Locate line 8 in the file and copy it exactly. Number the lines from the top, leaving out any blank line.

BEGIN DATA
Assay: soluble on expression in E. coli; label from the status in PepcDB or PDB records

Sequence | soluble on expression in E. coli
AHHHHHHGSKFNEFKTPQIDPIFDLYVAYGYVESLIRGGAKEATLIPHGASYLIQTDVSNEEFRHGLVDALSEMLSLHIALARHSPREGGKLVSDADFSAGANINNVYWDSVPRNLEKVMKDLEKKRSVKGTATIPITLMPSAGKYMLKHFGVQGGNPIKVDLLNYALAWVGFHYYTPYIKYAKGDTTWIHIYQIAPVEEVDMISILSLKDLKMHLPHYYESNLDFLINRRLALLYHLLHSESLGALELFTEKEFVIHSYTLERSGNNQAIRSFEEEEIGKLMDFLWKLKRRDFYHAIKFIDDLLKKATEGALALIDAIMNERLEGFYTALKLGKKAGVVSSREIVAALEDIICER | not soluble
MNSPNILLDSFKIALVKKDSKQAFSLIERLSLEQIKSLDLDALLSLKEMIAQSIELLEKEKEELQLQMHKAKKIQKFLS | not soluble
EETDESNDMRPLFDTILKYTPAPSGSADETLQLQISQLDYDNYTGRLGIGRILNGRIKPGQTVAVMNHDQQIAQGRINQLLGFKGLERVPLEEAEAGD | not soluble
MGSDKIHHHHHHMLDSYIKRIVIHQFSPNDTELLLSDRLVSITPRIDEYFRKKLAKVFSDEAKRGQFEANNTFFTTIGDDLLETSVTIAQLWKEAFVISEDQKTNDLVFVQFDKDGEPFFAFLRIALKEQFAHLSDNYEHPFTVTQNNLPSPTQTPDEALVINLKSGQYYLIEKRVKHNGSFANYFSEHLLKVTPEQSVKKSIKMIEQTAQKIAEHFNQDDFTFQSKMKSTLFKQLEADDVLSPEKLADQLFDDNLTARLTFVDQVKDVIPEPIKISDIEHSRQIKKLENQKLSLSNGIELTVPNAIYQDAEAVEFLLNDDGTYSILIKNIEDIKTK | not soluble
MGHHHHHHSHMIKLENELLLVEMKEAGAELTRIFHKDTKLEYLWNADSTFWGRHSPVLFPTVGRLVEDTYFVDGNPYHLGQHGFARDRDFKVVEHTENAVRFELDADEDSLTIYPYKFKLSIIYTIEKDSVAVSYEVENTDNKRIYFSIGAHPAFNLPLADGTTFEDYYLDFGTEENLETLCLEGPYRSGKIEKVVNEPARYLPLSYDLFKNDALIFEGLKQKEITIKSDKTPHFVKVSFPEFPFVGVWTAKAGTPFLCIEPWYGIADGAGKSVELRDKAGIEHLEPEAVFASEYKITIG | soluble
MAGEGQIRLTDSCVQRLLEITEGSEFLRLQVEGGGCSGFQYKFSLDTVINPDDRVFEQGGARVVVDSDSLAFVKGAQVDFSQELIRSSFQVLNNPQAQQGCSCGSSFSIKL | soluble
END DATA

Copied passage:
MAGEGQIRLTDSCVQRLLEITEGSEFLRLQVEGGGCSGFQYKFSLDTVINPDDRVFEQGGARVVVDSDSLAFVKGAQVDFSQELIRSSFQVLNNPQAQQGCSCGSSFSIKL | soluble